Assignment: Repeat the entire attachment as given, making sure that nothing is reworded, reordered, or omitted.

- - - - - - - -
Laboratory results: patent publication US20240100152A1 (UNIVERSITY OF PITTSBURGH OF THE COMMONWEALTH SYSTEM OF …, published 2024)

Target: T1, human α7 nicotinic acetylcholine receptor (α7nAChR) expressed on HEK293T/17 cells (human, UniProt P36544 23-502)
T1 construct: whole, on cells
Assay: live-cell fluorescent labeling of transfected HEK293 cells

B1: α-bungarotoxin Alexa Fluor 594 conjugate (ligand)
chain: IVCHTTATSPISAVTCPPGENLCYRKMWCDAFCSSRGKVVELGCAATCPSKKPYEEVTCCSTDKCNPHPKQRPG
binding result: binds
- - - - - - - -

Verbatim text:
Laboratory results: patent publication US20240100152A1 (UNIVERSITY OF PITTSBURGH OF THE COMMONWEALTH SYSTEM OF …, published 2024)

Target: T1, human α7 nicotinic acetylcholine receptor (α7nAChR) expressed on HEK293T/17 cells (human, UniProt P36544 23-502)
T1 construct: whole, on cells
Assay: live-cell fluorescent labeling of transfected HEK293 cells

B1: α-bungarotoxin Alexa Fluor 594 conjugate (ligand)
chain: IVCHTTATSPISAVTCPPGENLCYRKMWCDAFCSSRGKVVELGCAATCPSKKPYEEVTCCSTDKCNPHPKQRPG
binding result: binds